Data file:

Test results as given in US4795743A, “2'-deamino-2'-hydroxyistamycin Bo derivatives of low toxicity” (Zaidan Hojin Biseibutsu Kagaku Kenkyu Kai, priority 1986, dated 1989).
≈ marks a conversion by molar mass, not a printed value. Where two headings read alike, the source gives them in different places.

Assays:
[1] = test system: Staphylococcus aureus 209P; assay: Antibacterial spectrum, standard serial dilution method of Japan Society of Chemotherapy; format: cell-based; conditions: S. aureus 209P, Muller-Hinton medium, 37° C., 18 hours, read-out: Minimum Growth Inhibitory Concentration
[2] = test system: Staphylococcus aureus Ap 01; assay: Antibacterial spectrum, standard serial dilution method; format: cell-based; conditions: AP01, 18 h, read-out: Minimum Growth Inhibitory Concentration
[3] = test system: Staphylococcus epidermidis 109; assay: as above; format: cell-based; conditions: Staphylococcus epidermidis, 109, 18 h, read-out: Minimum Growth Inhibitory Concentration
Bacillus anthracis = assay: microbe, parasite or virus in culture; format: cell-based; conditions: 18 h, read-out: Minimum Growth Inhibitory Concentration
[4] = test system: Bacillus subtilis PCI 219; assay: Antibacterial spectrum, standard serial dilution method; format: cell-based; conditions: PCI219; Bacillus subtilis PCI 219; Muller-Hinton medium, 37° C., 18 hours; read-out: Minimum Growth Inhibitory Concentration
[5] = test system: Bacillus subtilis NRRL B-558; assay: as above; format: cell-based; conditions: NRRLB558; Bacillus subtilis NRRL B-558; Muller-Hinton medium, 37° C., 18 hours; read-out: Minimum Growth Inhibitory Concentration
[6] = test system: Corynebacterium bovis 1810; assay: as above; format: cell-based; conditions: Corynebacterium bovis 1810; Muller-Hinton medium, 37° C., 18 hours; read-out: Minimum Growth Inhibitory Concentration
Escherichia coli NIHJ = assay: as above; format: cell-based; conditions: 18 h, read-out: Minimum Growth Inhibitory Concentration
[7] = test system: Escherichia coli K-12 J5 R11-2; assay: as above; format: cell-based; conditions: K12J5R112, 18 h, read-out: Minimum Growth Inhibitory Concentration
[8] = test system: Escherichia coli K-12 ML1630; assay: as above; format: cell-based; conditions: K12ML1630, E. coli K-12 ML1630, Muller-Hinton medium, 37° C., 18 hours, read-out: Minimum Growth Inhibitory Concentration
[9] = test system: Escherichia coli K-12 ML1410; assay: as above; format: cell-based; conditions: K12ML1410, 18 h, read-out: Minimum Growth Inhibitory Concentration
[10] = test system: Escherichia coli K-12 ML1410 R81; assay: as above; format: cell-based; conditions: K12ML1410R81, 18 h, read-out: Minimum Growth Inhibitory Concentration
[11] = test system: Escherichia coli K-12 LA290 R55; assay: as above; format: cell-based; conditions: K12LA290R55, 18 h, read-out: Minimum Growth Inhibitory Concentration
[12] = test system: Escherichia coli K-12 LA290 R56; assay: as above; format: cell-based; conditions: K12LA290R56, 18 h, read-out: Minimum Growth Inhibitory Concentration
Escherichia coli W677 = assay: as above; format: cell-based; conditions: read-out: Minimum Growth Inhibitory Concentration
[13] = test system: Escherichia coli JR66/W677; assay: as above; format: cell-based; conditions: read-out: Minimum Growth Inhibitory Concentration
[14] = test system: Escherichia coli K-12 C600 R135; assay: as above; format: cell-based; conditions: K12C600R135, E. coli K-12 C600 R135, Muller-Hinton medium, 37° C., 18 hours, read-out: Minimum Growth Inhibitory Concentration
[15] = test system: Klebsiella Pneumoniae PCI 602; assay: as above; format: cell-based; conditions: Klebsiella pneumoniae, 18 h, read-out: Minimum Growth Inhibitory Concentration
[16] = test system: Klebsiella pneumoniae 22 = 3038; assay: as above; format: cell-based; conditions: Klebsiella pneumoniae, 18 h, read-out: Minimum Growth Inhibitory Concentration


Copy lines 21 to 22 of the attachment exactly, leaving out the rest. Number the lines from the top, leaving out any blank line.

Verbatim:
[15] = test system: Klebsiella Pneumoniae PCI 602; assay: as above; format: cell-based; conditions: Klebsiella pneumoniae, 18 h, read-out: Minimum Growth Inhibitory Concentration
[16] = test system: Klebsiella pneumoniae 22 = 3038; assay: as above; format: cell-based; conditions: Klebsiella pneumoniae, 18 h, read-out: Minimum Growth Inhibitory Concentration